The number of psychiatric consultations in itself (73,663) highlights the reach and benefits of the program and its utility. Through this program, the state is ensuring free psychotropic drugs and lesser travel time (and thereby reducing the cost and preventing the loss of daily wages). In addition, this “near to home service” is also reducing stigma in community by laying the pathway for community-based rehabilitation and integration. Specialized care being available nearby decreases the duration of untreated illness which results in better prognosis for chronic psychiatric ailments.

The number of psychiatric consultations in the first 2 years (N-34244) was almost equal to that done in the last quarter, i.e., November 2016 to March 2017 (N-39419). This steep increase in coverage became possible after the MCCs were integrated into the DMHP.

Hundred and eleven (N-111) psychiatrists (from various organizations and background) participated in MCCs. Their active and enthusiastic participation by private self-employed psychiatrists and those from medical colleges (both government and private) are commendable. This can be an excellent example to emulate across many places in the country.


(a) Data covered only the Taluk general hospitals and did not cover primary health centers, (b) it is self reported data from treating psychiatrist which may has inherent memory bias. There are concerns in the regular disbursement of honorarium of INR 1000/per MCC plus travel allowance. In addition, the incentive is fixed and not dependent on number of patients seen or time spent at the clinic which deters the interest and spirit of the clinician.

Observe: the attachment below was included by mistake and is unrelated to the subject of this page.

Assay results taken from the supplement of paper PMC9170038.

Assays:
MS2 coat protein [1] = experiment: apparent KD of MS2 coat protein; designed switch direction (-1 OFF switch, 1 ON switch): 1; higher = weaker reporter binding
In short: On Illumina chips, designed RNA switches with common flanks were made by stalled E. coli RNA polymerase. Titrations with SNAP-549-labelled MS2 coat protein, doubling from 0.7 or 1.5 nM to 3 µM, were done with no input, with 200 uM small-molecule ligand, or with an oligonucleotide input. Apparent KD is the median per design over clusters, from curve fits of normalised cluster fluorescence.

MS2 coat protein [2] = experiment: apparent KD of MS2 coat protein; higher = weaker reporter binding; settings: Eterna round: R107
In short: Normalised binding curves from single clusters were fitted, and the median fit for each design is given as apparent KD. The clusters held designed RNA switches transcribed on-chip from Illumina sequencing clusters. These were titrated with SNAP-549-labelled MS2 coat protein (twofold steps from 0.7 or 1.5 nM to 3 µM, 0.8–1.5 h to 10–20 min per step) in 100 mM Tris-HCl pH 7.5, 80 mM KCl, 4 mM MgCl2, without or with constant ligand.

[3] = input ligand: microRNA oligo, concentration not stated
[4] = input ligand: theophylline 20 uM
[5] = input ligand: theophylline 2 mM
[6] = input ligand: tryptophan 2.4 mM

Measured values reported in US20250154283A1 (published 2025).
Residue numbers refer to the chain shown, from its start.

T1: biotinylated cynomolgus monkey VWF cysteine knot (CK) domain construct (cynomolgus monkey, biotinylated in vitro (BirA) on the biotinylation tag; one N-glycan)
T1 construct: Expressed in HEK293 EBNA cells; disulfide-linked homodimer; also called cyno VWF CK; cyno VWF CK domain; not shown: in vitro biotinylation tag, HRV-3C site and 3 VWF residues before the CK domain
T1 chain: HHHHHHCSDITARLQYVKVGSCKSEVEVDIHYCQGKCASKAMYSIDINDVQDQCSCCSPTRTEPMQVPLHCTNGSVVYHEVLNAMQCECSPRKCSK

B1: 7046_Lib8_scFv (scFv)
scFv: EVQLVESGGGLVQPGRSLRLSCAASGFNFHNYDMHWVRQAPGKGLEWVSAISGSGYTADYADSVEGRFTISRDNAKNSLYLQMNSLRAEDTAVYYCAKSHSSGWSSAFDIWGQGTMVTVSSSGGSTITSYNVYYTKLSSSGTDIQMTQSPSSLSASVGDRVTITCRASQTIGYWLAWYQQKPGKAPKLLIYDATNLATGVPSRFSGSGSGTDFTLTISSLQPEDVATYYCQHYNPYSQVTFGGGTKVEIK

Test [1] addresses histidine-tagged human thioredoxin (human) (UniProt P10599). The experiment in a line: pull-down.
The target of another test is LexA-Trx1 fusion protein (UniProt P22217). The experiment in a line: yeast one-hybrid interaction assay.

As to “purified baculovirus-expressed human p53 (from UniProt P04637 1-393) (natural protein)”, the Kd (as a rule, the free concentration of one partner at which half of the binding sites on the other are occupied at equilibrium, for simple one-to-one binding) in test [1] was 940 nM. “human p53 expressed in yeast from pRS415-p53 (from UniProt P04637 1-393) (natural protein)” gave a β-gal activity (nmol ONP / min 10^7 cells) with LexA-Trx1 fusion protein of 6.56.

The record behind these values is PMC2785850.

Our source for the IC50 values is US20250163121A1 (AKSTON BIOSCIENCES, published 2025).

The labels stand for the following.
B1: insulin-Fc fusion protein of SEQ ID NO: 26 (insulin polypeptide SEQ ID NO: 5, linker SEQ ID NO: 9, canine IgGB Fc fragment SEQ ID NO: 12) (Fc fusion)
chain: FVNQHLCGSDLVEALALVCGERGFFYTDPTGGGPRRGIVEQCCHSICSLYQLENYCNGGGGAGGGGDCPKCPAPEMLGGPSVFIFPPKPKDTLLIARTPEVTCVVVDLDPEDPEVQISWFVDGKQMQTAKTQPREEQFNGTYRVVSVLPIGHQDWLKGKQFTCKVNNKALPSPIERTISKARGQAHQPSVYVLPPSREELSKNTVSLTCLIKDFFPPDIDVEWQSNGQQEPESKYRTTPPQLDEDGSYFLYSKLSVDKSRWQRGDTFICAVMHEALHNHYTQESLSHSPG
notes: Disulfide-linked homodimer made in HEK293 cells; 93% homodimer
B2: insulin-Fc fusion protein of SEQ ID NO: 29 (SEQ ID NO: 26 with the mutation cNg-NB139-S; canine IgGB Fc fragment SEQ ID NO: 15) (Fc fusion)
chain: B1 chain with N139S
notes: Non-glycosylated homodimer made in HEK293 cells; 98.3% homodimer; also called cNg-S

Psychiatrist-based Manochaitanya programme at secondary care level at Taluk hospitals has noticed substantial benefits to patient care. There is a need for psychiatrist-based secondary care at Talukas (subdistrict) level across the country.


Authors gratefully acknowledge all District Health Officers, District Mental Health officers, District Mental Health Program team, district psychiatrists, and private psychiatrists who have participated in Manochaitanya clinics.

Financial support and sponsorship


Conflicts of interest

There are no conflicts of interest.


1Gururaj G, Varghese M, Benegal V, Rao GN, Pathak K, Singh LK, et al. Prevalence of disorders. In: National Mental Health Survey of India, 2015-2016: Prevalence, Patterns and Outcomes. NIMHANS Publication No. 129. Bengaluru: National Institute of Mental Health and Neuro Sciences; 2016. p. 90-2. Available from: [Last accessed on 2019 Jun 14].
2Kuruvilla A, Jacob KS. Perceptions about anxiety, depression and somatization in general medical settings: A qualitative study. Natl Med J India 2012;25:332-5.
3Sagar R, Pattanayak RD, Chandrasekaran R, Chaudhury PK, Deswal BS, Lenin Singh RK, et al. Twelve-month prevalence and treatment gap for common mental disorders: Findings from a large-scale epidemiological survey in India. Indian J Psychiatry 2017;59:46-55.
4Manjunatha N, Singh G. Manochaitanya: Integrating mental health into primary health care. Lancet 2016;387:647-8.
5Manjunatha N. Karnataka Mental Health (Manochaitanya) Programme: Indian Psychiatric Society – Karnataka Chapter (IPS-KC) in 'Public Private Partnership' (PPP) Model. Indian Psychiatric Society Karnataka Chapter Newsletter; 2016. p. 13.
6Available from: [Last accessed on 2019 Jun 14].
7Karnataka Population Cenuss. Available from: [Last accessed on 2019 Jun 14].